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Wade Davis Jr. Describes The Fear Of Being Outed While He Was In The NFL

Former NFL player Wade Davis Jr. became the NFL's first LGBT inclusion consultant.
Former NFL player Wade Davis Jr. became the NFL's first LGBT inclusion consultant.

Updated June 24, 2021 at 2:42 PM ET

When Carl Nassib of the Las Vegas Raiders came out in an announcement on Instagram, former NFL player Wade Davis Jr was one of the first to congratulate him.

Davis Jr came out in 2012, almost a decade after his own football career had ended.

He tells Morning Edition host Rachel Martin that his time as a football player was marked with the constant fear of being outed.

"There's a certain type of macho that one knows that they have to perform in order to attempt to be accepted," he says. "So I was very conscious of the way that I walked, the way that I talked."

At one point, while watching film with his team, he remembers worrying his team would realize he was gay.

"When you're supposed to be in the film room thinking about how to get better, I'm thinking so desperately that I hope no one watching can see me the way that I believe that I see me," Davis Jr recalls.

Davis Jr says the national conversation around LGBTQ rights has progressed since his playing days.


Interview Highlights

The way [Nassib] said it made it seem sort of casual. How is that different than when you came out after you left the NFL?

What's different now is that you'd be hard pressed to meet anyone who doesn't know someone who's LGBTQ. So I think that LGBTQ folks have been just so visible, so courageous and so present that Carl's announcement, it didn't feel like that this was the first time or the last time that this is going to happen. And I don't want to downplay it, but it felt different from Michael Sam [who, in 2014, was the first openly gay athlete to be drafted by the NFL]. It felt different from Jason Collins [who came out in 2013, making him the first openly gay active athlete in the NBA]. It was different. And I think that that difference that is really hard to articulate is what it feels like or is what it means when gay men have reached a certain level of of acceptance in the public sphere. I think we still haven't got there when it comes to trans and nonbinary folk. So I still think that we have still a larger conversation that us as gay men who have lots of power, access and privilege need to be at the forefront of continually centering that conversation.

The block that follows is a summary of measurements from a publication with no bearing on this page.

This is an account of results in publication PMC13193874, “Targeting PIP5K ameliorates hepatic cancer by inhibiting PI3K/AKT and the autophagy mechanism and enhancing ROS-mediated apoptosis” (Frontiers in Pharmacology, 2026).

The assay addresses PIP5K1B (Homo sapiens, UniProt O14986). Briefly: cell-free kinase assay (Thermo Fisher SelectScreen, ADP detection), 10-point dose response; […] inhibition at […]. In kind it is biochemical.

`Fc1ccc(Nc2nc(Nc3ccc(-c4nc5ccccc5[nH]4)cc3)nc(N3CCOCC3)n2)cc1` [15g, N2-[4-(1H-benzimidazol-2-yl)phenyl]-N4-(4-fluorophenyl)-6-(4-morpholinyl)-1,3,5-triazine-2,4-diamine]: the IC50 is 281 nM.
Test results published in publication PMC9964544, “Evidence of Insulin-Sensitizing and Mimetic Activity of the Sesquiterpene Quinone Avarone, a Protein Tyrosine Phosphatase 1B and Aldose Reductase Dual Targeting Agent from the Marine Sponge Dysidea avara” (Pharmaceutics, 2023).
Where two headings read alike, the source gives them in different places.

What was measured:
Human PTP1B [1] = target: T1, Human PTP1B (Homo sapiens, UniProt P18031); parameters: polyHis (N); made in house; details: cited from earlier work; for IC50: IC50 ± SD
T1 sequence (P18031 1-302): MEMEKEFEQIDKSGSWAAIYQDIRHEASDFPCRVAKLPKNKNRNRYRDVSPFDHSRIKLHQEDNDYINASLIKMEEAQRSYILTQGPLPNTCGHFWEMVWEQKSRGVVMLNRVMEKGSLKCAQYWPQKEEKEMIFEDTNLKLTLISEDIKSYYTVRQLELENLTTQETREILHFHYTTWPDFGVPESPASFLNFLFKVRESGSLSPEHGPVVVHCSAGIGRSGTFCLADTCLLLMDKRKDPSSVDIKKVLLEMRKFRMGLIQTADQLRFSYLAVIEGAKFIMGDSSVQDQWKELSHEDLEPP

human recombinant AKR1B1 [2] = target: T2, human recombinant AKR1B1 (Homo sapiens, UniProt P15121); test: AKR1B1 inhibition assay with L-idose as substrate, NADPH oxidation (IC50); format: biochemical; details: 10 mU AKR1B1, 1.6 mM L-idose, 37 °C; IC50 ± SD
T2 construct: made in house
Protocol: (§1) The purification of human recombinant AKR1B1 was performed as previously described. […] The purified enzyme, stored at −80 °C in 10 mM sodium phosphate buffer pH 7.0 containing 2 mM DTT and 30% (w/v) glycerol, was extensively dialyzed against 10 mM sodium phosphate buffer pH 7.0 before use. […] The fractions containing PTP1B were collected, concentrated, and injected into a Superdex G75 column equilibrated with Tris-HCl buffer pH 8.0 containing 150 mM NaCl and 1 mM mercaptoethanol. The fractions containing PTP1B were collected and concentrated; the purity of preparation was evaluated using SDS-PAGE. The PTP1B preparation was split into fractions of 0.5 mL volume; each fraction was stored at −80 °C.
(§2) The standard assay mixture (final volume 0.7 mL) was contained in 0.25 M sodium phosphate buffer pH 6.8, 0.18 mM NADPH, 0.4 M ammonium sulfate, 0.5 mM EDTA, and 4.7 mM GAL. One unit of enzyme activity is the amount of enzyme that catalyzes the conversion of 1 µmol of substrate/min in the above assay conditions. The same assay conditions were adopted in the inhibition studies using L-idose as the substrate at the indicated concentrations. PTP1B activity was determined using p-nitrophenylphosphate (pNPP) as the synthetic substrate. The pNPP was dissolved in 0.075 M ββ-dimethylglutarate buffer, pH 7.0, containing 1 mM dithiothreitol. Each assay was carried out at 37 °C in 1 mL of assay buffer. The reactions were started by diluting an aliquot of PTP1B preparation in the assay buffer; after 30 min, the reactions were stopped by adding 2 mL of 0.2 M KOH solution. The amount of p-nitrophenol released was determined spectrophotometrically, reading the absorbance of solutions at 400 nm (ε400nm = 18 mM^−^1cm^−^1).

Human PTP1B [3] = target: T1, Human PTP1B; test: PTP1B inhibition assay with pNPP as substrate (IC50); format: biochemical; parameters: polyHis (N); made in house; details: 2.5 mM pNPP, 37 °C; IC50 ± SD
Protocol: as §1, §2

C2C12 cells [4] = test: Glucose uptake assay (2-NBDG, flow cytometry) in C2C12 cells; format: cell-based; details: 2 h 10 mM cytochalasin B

You've described your time playing in the NFL as a feeling like you had schizophrenia. Can you describe some of those experiences?

I remember being at practice and you're just so hyper vigilant of everything that you do because there's a certain type of macho that one knows that they have to perform in order to attempt to be accepted. So I was very conscious of the way that I walked, the way that I talked. And I remember watching film one day and everything is recorded and I remember thinking, God, I'm walking gay. I remember thinking I'm standing gay. And I remember thinking, God, like, I'm running gay. And when you're supposed to be in the film room thinking about how to get better, I'm thinking so desperately that I hope no one watching can see me the way that I believe that I see me. That is no way for anyone to thrive in any type of environment.

I think that we have to have much more of a nuanced conversation to just say, hey, the NFL has a responsibility and can take ownership of its lack of taking on that responsibility. But all of us are actively in some ways participating in the perpetuation that men and women should comport themselves in certain ways. And when we all can take ownership of that, then we all can be a part of the solution, and not just thinking: these institutions, these people, these places actually have most of the labor.

What's the next step in that effort?

Part of the next step is for, let's say those in power, owners and coaches, to be much more fluent and sophisticated in their ability to talk about the impact that LGBTQ folks have had on them and the specific actions that they're going to take in ensuring that locker room spaces, sports facilities and stadiums are less homophobic and less sexist. I think society has to have an even more sophisticated conversation about how the root of homophobia is sexism. That the ways that we have structured many of our institutions where women are seen as competition and that boys grow up believing that we need to have dominion over women in order to prove our manhood and masculinity. It creates the conditions for we to also think of gay folks as less than.

The last thing that I'll say is that we have got to move away from seeing someone like a Carl or Michael Sam and thinking that they're only going to be models for folks who are LGBT. They are also models for folks who are heterosexual. And when people can articulate why Carl is going to help them rethink manhood, rethink masculinity, then you start to see a fraying of that old ancient bargain that says men are only one way and women are only another way.

Copyright 2021 NPR. To see more, visit https://www.npr.org.